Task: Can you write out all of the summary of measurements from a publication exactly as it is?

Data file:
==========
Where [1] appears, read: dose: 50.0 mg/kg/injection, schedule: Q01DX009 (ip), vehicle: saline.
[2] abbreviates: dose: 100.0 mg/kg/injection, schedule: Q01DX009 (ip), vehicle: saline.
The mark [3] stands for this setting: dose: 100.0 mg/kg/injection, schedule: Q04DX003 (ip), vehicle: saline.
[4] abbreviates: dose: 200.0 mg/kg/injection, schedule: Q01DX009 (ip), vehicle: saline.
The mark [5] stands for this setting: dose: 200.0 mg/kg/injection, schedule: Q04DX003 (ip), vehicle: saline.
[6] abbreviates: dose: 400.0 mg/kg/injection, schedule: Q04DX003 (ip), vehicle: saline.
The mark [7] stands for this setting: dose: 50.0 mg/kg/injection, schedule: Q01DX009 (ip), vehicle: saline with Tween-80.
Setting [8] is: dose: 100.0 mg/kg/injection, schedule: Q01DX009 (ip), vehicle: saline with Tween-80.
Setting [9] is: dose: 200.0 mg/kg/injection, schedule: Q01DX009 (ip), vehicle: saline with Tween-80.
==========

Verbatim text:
Where [1] appears, read: dose: 50.0 mg/kg/injection, schedule: Q01DX009 (ip), vehicle: saline.
[2] abbreviates: dose: 100.0 mg/kg/injection, schedule: Q01DX009 (ip), vehicle: saline.
The mark [3] stands for this setting: dose: 100.0 mg/kg/injection, schedule: Q04DX003 (ip), vehicle: saline.
[4] abbreviates: dose: 200.0 mg/kg/injection, schedule: Q01DX009 (ip), vehicle: saline.
The mark [5] stands for this setting: dose: 200.0 mg/kg/injection, schedule: Q04DX003 (ip), vehicle: saline.
[6] abbreviates: dose: 400.0 mg/kg/injection, schedule: Q04DX003 (ip), vehicle: saline.
The mark [7] stands for this setting: dose: 50.0 mg/kg/injection, schedule: Q01DX009 (ip), vehicle: saline with Tween-80.
Setting [8] is: dose: 100.0 mg/kg/injection, schedule: Q01DX009 (ip), vehicle: saline with Tween-80.
Setting [9] is: dose: 200.0 mg/kg/injection, schedule: Q01DX009 (ip), vehicle: saline with Tween-80.